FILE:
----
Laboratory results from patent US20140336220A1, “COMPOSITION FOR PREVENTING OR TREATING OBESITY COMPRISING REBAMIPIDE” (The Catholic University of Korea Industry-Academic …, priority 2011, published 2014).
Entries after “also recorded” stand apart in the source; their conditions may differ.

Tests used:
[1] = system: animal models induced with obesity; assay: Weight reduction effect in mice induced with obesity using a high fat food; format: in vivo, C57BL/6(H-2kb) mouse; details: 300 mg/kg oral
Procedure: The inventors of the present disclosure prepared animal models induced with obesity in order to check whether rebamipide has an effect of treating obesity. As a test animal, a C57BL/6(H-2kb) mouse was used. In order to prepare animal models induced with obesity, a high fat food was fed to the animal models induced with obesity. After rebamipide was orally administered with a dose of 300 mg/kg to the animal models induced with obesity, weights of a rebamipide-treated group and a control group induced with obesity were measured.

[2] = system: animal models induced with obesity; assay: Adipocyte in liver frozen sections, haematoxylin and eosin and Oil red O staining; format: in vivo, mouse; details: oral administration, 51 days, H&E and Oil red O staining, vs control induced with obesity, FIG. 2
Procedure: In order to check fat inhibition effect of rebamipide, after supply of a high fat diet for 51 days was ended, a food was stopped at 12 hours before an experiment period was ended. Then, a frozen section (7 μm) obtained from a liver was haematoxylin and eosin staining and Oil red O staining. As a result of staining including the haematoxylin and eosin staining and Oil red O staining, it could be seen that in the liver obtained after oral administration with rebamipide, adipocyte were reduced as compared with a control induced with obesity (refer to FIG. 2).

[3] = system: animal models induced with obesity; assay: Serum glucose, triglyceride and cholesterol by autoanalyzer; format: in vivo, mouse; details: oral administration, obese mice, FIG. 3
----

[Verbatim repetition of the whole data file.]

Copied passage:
Laboratory results from patent US20140336220A1, “COMPOSITION FOR PREVENTING OR TREATING OBESITY COMPRISING REBAMIPIDE” (The Catholic University of Korea Industry-Academic …, priority 2011, published 2014).
Entries after “also recorded” stand apart in the source; their conditions may differ.

Tests used:
[1] = system: animal models induced with obesity; assay: Weight reduction effect in mice induced with obesity using a high fat food; format: in vivo, C57BL/6(H-2kb) mouse; details: 300 mg/kg oral
Procedure: The inventors of the present disclosure prepared animal models induced with obesity in order to check whether rebamipide has an effect of treating obesity. As a test animal, a C57BL/6(H-2kb) mouse was used. In order to prepare animal models induced with obesity, a high fat food was fed to the animal models induced with obesity. After rebamipide was orally administered with a dose of 300 mg/kg to the animal models induced with obesity, weights of a rebamipide-treated group and a control group induced with obesity were measured.

[2] = system: animal models induced with obesity; assay: Adipocyte in liver frozen sections, haematoxylin and eosin and Oil red O staining; format: in vivo, mouse; details: oral administration, 51 days, H&E and Oil red O staining, vs control induced with obesity, FIG. 2
Procedure: In order to check fat inhibition effect of rebamipide, after supply of a high fat diet for 51 days was ended, a food was stopped at 12 hours before an experiment period was ended. Then, a frozen section (7 μm) obtained from a liver was haematoxylin and eosin staining and Oil red O staining. As a result of staining including the haematoxylin and eosin staining and Oil red O staining, it could be seen that in the liver obtained after oral administration with rebamipide, adipocyte were reduced as compared with a control induced with obesity (refer to FIG. 2).

[3] = system: animal models induced with obesity; assay: Serum glucose, triglyceride and cholesterol by autoanalyzer; format: in vivo, mouse; details: oral administration, obese mice, FIG. 3